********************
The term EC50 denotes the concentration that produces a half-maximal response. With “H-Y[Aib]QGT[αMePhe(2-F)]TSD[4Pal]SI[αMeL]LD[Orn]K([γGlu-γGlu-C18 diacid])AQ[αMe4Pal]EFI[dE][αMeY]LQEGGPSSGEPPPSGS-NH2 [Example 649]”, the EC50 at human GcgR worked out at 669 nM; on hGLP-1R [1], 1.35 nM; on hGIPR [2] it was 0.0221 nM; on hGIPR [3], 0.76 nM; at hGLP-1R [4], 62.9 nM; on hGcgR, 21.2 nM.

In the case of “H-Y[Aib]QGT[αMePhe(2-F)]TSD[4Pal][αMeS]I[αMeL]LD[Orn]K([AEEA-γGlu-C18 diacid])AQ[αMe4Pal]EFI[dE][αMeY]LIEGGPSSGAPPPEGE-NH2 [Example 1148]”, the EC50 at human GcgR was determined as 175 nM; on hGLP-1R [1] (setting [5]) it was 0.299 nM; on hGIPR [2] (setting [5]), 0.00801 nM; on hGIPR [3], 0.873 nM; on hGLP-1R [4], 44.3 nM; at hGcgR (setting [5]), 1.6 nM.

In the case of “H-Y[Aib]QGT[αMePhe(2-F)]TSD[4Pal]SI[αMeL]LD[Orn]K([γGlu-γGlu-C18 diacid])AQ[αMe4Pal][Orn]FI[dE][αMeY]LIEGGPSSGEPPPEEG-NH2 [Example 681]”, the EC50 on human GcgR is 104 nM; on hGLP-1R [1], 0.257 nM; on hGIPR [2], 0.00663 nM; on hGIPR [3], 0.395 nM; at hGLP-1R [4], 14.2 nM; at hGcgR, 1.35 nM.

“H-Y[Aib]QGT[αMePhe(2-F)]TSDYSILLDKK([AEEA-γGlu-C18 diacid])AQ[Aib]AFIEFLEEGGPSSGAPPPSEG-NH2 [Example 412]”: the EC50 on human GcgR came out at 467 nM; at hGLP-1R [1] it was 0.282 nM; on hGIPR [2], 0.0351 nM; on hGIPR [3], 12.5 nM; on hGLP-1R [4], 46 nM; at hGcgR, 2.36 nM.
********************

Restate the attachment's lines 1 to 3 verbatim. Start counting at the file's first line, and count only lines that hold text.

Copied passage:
The term EC50 denotes the concentration that produces a half-maximal response. With “H-Y[Aib]QGT[αMePhe(2-F)]TSD[4Pal]SI[αMeL]LD[Orn]K([γGlu-γGlu-C18 diacid])AQ[αMe4Pal]EFI[dE][αMeY]LQEGGPSSGEPPPSGS-NH2 [Example 649]”, the EC50 at human GcgR worked out at 669 nM; on hGLP-1R [1], 1.35 nM; on hGIPR [2] it was 0.0221 nM; on hGIPR [3], 0.76 nM; at hGLP-1R [4], 62.9 nM; on hGcgR, 21.2 nM.

In the case of “H-Y[Aib]QGT[αMePhe(2-F)]TSD[4Pal][αMeS]I[αMeL]LD[Orn]K([AEEA-γGlu-C18 diacid])AQ[αMe4Pal]EFI[dE][αMeY]LIEGGPSSGAPPPEGE-NH2 [Example 1148]”, the EC50 at human GcgR was determined as 175 nM; on hGLP-1R [1] (setting [5]) it was 0.299 nM; on hGIPR [2] (setting [5]), 0.00801 nM; on hGIPR [3], 0.873 nM; on hGLP-1R [4], 44.3 nM; at hGcgR (setting [5]), 1.6 nM.

In the case of “H-Y[Aib]QGT[αMePhe(2-F)]TSD[4Pal]SI[αMeL]LD[Orn]K([γGlu-γGlu-C18 diacid])AQ[αMe4Pal][Orn]FI[dE][αMeY]LIEGGPSSGEPPPEEG-NH2 [Example 681]”, the EC50 on human GcgR is 104 nM; on hGLP-1R [1], 0.257 nM; on hGIPR [2], 0.00663 nM; on hGIPR [3], 0.395 nM; at hGLP-1R [4], 14.2 nM; at hGcgR, 1.35 nM.